The results saw a rightwards shift in Finnish politics, although it was uncertain how far, because the voter turnout — at a comparatively low 75% — hurt the left more than the right and had a variable impact. The centre-right National Coalition Party (KOK) increased its vote share by only 1% yet gained nine seats in the Eduskunta, almost overtaking the Social Democratic Party (SDP) as the largest party. The SDP vote share dropped by 3%, with 100,000 fewer votes, yet they lost only one seat due to the way their votes were distributed across the country. The Centre Party's vote share remained stable and it gained two new seats. The Greens, who had registered a significant gain in the 1984 municipal elections gained two seats, far fewer than expected. Weakened perhaps from its membership in the long-lived government, the Finnish Rural Party (SMP) lost more than one-third of its support and almost half of its seats.
|Social Democratic Party||695,331||24.14||56||–1|
|National Coalition Party||666,236||23.13||53||+9|
|Finnish People's Democratic League||270,433||9.39||16||–10|
|Finnish Rural Party||181,938||6.32||9||–8|
|Swedish People's Party||152,597||5.30||12||+2|
|Finnish Christian League||74,209||2.58||5||+2|
|Liberal People's Party||27,824||0.97||0||–|
|Liberals for Åland–Social Democrats||7,019||0.24||1||0|
|Constitutional Right Party||3,096||0.11||0||–1|
|Åland Centre–Freeminded Cooperation||1,843||0.06||0||0|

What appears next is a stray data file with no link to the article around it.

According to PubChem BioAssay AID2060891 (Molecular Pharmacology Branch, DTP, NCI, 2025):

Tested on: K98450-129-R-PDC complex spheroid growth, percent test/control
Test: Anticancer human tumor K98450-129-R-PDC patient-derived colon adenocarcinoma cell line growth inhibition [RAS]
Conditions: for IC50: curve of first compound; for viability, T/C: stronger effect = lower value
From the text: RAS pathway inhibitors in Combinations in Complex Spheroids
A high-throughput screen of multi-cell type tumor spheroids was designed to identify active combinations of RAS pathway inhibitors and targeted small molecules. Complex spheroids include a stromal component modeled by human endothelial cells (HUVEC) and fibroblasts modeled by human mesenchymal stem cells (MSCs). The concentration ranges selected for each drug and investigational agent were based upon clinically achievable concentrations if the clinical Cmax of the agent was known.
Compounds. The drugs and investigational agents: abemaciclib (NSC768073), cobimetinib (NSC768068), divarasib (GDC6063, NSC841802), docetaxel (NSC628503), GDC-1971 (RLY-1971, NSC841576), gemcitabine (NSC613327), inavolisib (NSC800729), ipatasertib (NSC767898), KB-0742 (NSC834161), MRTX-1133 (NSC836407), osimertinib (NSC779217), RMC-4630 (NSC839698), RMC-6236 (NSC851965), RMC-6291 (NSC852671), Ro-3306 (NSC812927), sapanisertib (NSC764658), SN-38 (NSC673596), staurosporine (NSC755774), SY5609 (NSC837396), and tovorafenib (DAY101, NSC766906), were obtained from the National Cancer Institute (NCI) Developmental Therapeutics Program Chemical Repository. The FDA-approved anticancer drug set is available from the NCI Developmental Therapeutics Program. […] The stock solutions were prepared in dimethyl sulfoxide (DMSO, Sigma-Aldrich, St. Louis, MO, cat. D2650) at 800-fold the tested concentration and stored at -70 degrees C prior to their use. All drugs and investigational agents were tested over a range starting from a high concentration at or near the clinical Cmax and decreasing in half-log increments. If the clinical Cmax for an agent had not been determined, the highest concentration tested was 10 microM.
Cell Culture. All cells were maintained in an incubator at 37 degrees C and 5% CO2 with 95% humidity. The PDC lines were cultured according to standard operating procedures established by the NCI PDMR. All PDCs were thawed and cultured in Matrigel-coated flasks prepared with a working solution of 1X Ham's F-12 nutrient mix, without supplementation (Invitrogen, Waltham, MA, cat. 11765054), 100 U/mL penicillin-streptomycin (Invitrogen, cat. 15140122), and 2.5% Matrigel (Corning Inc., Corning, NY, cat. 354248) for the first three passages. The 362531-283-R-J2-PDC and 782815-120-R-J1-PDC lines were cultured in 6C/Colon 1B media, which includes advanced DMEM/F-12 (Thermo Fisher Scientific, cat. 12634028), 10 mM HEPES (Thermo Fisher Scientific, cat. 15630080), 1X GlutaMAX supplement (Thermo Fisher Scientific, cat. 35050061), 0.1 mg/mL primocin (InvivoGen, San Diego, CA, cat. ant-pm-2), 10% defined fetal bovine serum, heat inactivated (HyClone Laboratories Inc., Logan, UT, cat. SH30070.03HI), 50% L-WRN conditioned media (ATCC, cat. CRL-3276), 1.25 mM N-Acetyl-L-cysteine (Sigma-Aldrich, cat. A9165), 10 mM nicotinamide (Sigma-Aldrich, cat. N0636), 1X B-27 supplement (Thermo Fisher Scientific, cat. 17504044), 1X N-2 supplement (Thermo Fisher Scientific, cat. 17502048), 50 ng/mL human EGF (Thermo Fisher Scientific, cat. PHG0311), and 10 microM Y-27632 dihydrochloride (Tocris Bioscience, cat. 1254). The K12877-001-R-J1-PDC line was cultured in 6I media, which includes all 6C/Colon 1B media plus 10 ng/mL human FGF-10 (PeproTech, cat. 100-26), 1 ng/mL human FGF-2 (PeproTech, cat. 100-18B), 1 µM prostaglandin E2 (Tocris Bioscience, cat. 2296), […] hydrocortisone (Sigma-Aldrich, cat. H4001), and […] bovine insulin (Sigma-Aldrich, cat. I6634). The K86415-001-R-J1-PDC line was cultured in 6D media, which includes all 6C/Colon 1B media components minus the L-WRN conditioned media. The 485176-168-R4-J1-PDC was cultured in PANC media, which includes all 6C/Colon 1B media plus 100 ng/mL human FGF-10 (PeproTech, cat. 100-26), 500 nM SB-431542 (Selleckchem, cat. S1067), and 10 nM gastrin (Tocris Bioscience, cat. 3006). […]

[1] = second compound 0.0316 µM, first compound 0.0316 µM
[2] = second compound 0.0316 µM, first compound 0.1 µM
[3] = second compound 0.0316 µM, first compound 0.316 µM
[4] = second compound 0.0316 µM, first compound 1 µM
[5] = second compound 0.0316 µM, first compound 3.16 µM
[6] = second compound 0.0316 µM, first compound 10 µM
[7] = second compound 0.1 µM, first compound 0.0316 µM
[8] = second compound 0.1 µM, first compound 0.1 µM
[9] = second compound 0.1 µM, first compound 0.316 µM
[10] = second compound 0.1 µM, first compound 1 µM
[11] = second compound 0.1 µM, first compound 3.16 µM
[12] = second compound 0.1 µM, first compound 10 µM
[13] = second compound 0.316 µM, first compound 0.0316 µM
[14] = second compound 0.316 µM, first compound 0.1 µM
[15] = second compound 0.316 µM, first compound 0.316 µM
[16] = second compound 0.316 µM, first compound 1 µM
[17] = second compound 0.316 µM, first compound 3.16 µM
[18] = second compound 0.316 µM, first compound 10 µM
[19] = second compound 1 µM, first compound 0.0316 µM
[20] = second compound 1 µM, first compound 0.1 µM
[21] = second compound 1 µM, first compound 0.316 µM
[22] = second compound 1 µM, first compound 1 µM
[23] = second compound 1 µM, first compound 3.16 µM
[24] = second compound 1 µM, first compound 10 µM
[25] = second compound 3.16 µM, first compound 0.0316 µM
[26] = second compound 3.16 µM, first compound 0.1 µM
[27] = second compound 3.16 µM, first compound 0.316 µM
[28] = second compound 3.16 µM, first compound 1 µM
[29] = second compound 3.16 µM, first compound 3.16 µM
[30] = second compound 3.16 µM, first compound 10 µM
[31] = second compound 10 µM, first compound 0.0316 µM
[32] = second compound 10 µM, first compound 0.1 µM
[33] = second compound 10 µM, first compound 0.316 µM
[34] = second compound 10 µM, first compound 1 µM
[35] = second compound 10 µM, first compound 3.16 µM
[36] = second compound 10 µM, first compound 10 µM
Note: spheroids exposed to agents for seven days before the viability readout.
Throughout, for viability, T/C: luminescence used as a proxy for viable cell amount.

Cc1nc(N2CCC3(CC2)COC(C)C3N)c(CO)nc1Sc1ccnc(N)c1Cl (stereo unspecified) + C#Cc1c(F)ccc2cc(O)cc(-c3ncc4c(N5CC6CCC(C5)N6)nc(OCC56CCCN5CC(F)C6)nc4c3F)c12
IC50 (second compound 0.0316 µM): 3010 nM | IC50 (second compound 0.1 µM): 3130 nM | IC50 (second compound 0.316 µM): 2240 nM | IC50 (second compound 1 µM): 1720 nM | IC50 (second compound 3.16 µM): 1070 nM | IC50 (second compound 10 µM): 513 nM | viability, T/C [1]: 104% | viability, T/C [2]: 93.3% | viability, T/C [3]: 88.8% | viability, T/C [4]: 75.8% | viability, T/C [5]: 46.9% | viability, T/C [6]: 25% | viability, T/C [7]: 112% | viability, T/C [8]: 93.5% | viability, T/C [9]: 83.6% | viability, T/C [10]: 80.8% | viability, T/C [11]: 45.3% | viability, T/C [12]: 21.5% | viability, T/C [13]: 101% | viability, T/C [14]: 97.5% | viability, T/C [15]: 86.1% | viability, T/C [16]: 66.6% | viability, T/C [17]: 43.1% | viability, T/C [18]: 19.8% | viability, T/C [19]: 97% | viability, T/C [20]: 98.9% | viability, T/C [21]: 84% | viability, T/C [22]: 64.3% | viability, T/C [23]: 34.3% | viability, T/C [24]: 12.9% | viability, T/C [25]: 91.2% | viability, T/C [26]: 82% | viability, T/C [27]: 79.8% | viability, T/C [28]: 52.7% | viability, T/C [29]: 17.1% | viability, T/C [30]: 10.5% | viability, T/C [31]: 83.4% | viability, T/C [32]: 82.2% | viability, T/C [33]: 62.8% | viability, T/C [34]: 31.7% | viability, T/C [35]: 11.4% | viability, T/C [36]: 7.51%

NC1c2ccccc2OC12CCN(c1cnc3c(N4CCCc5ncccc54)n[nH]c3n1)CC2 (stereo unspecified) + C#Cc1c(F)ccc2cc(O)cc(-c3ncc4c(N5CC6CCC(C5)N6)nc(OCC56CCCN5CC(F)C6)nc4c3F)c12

|Source: Tilastokeskus, ASUB|
Faced with these inconclusive results, negotiations about the shape of the new government began. After six weeks of talks and attempts to put together a completely non-socialist government, a pathbreaking combination was formed that included conservatives and socialists in the Council of State, joined by the dependable and successful Swedish People's Party and the battered and desperate SMP.
The new government, consisting of nine centrist and conservative and eight socialist ministers and headed by the KOK's Harri Holkeri, surprised some observers because a non-socialist government was possible and seemed appropriate given the election results. The outcome angered others, who contended that Koivisto had misused presidential powers when he brokered a government that had his former party as a member despite its considerable electoral losses. Koivisto countered that he had behaved properly and had let the parties themselves argue out a workable combination.
One explanation for the unusual government was that animosity against the Centre Party (Kesk) leader, Paavo Väyrynen, was so common in both the SDP and the KOK that neither party was willing to form a government with him. Thus, Kesk was deprived of its traditional "hinge" role. Another consideration was that the SDP and the KOK were not so much at odds with each another as socialist and conservative parties elsewhere might have been. Both parties had moved toward the centre, and they were in agreement about most issues, especially about the need to reduce the agricultural subsidies that had always been defended by Kesk. The resulting "red-blue" government had as program objective the preservation of the social welfare system, the improvement of Finland's competitive position in international trade, a fundamental reform of the tax system, and adherence to the Paasikivi-Kekkonen Line in foreign affairs. The SFP fitted in easily with this program. The formerly rightist, but now moderate, SMP was included because it strengthened the government slightly and because it was likely to be dependable, because it had no other place to go. Koivisto informed the new government that it would not have to resign after the presidential election of 1988, and observers expected the cabinet to serve its full term until the 1991 parliamentary elections.